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Current Pennsylvania Legislation

CAI's Pennsylvania Legislative Action Committee priorities in the current two year legislative session.

Find Your Pennsylvania State Legislators

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Each year, CAI hosts a Legislative Advocacy Summit where members meet with their state legislators to advocate for CAI’s legislative priorities. Check back soon for the date for the 2023 Advocacy Summit in Harrisburg.

2023-2024 Legislative Session Priority Bills

The Pennsylvania Legislative Action Committee (LAC) has reviewed and taken positions on the following Bills currently pending in Harrisburg.

CAI supports this Bill. This legislation would amend the Municipalities Planning Code to require County Planning Commissions to include CIOC data in their currently required annual report. Counties would be required to collect, maintain, and make available upon request, information identifying condominium associations, cooperative housing developments, and planned communities located within the boundaries of the County. While it is estimated that 2.8 million PA residents live in a common interest ownership community (CIOC) and that roughly 80 percent of new housing starts since 2000 are CIOCs, the actual number and location of these communities is, by and large, unknown. Senate Bill 855 would mandate the collection of data, including information such as name, physical location, land area, lot size, number of units and location and would aid the State in assessing the impact of legislation specific to CIOCs. To mitigate the impact on County governments, amendments to the original bill would permit the County to make the data available to the public at a cost not to exceed that allowed under the state Right to Know Law and would also permit the posting of the data in electronic form.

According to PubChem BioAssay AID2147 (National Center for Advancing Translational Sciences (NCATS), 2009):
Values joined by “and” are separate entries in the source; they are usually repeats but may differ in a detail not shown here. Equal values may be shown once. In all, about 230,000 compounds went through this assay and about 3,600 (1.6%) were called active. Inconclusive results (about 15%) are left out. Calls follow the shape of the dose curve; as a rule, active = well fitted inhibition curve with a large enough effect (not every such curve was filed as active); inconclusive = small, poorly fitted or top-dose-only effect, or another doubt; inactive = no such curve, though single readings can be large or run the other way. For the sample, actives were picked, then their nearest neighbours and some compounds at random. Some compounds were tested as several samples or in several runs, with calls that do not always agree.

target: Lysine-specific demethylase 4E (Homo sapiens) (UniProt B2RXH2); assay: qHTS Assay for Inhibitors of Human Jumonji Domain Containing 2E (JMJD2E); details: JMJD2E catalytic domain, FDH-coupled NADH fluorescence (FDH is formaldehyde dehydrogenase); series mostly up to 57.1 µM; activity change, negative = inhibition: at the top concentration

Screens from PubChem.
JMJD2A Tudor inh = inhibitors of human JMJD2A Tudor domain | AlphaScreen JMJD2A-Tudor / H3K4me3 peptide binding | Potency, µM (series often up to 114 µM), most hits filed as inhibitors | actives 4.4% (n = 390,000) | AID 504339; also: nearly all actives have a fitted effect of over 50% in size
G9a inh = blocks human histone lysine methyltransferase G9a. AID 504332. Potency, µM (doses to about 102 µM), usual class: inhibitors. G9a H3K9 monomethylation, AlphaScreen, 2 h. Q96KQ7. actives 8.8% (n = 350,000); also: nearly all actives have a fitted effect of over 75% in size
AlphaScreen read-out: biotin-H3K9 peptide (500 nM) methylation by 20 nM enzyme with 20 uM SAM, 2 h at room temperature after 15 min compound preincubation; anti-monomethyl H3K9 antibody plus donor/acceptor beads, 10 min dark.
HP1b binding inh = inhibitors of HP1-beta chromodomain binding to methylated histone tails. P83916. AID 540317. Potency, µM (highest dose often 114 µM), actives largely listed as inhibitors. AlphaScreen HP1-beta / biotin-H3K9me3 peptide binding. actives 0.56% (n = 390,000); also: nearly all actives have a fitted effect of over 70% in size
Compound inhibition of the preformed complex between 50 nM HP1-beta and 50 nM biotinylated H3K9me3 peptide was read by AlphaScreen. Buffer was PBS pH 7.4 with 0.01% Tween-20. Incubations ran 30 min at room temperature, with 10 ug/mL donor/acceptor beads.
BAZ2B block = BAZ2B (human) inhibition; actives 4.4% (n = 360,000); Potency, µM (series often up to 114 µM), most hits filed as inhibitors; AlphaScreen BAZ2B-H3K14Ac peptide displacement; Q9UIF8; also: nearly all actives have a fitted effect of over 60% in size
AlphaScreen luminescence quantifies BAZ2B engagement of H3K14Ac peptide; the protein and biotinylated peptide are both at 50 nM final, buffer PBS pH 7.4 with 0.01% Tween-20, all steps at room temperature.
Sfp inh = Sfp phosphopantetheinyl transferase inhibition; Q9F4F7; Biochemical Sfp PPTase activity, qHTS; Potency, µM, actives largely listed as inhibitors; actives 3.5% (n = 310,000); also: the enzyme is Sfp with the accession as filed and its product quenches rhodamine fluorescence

• House Co-Sponsor Memo
  • Read the text of the Bill / View Roll Call Votes

CAI supports this Bill.  This legislation seeks to address what amounts to “double taxation” for residents living throughout our Commonwealth in condominium and homeowner associations. This occurs because homeowners in many of these communities are required to pay annual assessments for the upkeep and maintenance of commonly owned facilities and infrastructure such as water and sewer facilities, trash removal and similar services. At the same time these homeowners are paying municipal taxes for similar facilities and services that other homeowners living in the same municipality but not in a planned community receive. Under this proposed legislation, homeowners living in planned communities would, through their homeowners' association, be able to negotiate with the municipality to supply the service or reimburse the homeowners for the actual costs incurred by these homeowners for the services.

House Co-Sponsor Memo

Read the text of the Bill // View Roll Call Votes

CAI opposes this Bill. Introduced by Councilmembers Mark Squilla and Katherine Gilmore Richardson, the Bill would require the installation of fire sprinkler systems in all existing high-rise condominium, cooperative and apartment buildings (buildings higher than 75 feet), costing unit owners and renters between $20,000 to $50,000 per unit. Beyond the impact on both market-rate rental housing and individually owned condominiums, this bill could devastate affordable housing in the city due to the astronomical cost of compliance.

Click here to learn more and sign a letter to City Council opposing this legislation.

Read the text of the Bill // View Roll Call Votes

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